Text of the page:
Wednesday, 25 June 2014

Limbic System

Since Ryan was born in 2001, I have read hoards of information on Autism, child development, healthy eating, and alternative therapies to name but a few and as I have said previously I am in no doubt that foods play an important role in explaining some of Ryan’s difficulties.

I try very hard (but am not perfect) to maintain a healthy Limbic System as I believe it has a strong role in our health, wellbeing and development.

The Limbic system supports a variety of functions, including emotion, behaviour, motivation, long-term memory, and olfaction. It appears to be primarily responsible for emotional life and it has a great deal to do with the formations of memories.
Susanna Heinze

Obviously all of these are very prevalent characteristic ‘symptoms’ of autism, so by trying to maintain a healthy balance and approach I hope to better support Ryan on a day to day basis.

As warm-blooded mammals, we are dependent on the development of emotional attachment to the parents. We feel good when we are safe, well fed and we know where our parents are. In that state of well being, we learn and develop language and social skills. Conversely, when we are lost, hungry and in danger, we experience panic. That panic involves the immune system and begins with an adrenalin release. The immune system takes over from the emotional system, and we revert to a more primitive state of fight-or-flight, survival instinct. In that state, learning, language development and social skills are not important to survival.

It is believed by some that in autism, the immune system is reacting to lutein as if it were a life-threatening pathogen. The immune system takes charge of the body's vital functions - digestion, metabolism, breathing, heart rate, temperature - and all superfluous activity, including social activity, stops until the reaction ceases. But for the autist, the reaction doesn't cease because lutein is coming into the body too often. In the infant, there are generally few exposures to lutein, but during the second and third years lutein-containing foods begin to enter the diet frequently. The response to the first exposures might be fever, and many parents report fevers during early childhood. (I have already commented on Ryan’s illnesses and ridiculous fevers). The child often begins to refuse some foods (can can become a very fussy eater). The altered immune system often over-reacts to immune challenges as is seen in the frequent reports of adverse reactions to vaccinations. Then, as the lutein exposure becomes continual, the immune system has to adapt, as continual high fever is dangerous to the brain. With an ongoing immune system activity, the limbic system switches over to a state of defensiveness and survival. Development of social behaviour is arrested in favour of survival, defensive and coping strategies to minimise arousal and social expectations. Depending on the innate strength of the individual, mental and intellectual functioning may develop, despite the social handicap, in idiosyncratic ways. For some high functioning autists, the strategy of avoidance takes the form of developing unique skills, or intensive reading and studying, or focus on a particular branch of math or science or music.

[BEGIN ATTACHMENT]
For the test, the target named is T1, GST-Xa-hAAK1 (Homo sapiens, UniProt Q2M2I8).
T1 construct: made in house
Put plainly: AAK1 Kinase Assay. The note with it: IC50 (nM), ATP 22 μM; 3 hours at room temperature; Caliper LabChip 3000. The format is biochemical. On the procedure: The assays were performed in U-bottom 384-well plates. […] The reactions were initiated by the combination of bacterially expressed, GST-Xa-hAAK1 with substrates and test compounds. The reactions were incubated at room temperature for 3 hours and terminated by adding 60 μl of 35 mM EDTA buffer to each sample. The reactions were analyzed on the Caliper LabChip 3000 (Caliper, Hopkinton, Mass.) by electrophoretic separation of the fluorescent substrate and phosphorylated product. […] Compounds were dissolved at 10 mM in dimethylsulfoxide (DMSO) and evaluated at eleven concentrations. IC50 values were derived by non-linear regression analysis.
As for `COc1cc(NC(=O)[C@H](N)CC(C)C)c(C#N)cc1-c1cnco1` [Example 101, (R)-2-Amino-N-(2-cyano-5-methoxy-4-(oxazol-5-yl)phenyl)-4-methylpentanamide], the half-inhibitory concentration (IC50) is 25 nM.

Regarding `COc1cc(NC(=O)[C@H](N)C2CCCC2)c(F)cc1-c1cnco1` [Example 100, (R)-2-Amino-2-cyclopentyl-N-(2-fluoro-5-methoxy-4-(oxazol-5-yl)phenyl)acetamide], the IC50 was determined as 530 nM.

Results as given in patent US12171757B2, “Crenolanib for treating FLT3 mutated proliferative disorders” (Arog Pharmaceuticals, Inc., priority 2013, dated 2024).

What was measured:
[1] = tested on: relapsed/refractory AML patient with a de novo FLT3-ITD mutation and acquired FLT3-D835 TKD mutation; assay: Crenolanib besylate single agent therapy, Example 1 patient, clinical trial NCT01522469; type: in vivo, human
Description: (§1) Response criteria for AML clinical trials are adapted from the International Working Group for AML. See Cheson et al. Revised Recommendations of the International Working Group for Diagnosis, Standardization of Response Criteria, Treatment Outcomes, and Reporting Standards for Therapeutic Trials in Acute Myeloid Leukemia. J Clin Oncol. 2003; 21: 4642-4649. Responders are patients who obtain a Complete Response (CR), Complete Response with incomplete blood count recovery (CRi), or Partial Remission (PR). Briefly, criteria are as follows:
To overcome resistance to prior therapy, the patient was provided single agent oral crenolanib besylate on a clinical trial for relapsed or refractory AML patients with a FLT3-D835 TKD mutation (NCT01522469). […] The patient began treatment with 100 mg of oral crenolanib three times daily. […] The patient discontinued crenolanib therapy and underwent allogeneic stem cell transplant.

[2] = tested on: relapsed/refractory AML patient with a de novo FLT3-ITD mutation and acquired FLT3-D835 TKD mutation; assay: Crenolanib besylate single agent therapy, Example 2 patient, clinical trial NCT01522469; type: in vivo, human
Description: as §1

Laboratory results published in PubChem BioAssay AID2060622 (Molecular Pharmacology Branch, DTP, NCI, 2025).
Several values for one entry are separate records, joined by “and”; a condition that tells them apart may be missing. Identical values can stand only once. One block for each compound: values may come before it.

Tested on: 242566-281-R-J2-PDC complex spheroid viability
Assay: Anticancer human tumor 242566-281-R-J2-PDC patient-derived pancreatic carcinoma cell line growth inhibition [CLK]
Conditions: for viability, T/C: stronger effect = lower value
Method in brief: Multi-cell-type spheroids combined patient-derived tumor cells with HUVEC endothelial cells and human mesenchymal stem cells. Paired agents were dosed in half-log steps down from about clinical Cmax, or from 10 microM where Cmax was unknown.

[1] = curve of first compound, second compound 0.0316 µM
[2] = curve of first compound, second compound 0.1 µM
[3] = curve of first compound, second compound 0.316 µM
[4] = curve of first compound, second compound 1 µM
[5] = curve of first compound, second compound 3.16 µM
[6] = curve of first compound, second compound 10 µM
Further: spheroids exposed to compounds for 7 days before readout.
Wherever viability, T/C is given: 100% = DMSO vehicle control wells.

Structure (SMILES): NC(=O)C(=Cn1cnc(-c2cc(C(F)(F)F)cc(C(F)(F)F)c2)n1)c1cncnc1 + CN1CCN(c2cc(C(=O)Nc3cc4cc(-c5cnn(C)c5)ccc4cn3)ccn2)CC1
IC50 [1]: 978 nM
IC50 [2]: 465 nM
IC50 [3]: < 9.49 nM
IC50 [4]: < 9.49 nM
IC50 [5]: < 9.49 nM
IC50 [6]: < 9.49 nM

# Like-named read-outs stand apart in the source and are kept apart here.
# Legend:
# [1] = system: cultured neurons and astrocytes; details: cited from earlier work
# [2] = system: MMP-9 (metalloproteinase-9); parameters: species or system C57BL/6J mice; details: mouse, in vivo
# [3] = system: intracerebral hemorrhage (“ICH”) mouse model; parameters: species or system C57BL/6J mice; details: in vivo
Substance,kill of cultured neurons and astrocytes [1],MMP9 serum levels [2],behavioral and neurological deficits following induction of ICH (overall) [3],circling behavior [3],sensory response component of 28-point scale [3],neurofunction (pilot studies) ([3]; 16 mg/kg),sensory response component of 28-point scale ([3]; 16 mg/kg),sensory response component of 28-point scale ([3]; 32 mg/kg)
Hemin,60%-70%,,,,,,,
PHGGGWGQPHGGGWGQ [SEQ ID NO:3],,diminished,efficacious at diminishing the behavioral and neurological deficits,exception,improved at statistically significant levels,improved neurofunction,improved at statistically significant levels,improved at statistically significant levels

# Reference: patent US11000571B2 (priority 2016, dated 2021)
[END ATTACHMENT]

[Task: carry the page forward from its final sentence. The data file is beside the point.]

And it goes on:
Secondly The hippocampus is linked to learning and memory. When the hippocampus is removed from an animal, it will express a series of behaviours classified as self-stimulatory. These behaviours are repetitive body movements or movements of objects . For example, tapping ears, sniffing people, hand flapping, scratching, or rocking back and forth. Two hypotheses of this behaviour have been drawn. Either the actions are to stimulate (hyposensitive) or to calm (hypersensitive). In the case of the autistic person, the second hypothesis makes sense. To the autistic the environment is too stimulating and by doing a repetitive motion the environment can be blocked out. The environment is too stimulating because the brain can not process the sensory inputs as fast as they are being received. New information can not be entered into the memory quick enough.

From my own research I have complied the following information on e-numbers that particularly affect Ryan. Now I am not for one minute suggesting these are all inherently bad or that anybody should take my word as absolute fact and eliminate these as of right now. I am simply sharing my findings with anyone interested enough to know more about our journey with Ryan’s autism.

E 102 Tartrazine                         
E 110 sunset yellow FCF
E 120 cochineal                                  
E 124 ponceau 4R
E161 Lutein
E 211sodium benzoate
E 621 Monosodium glutamate (MSG)

For a full list of my e-number research see my separate page.

Go to the following website for tips on maintaining a healthy Limbic system.

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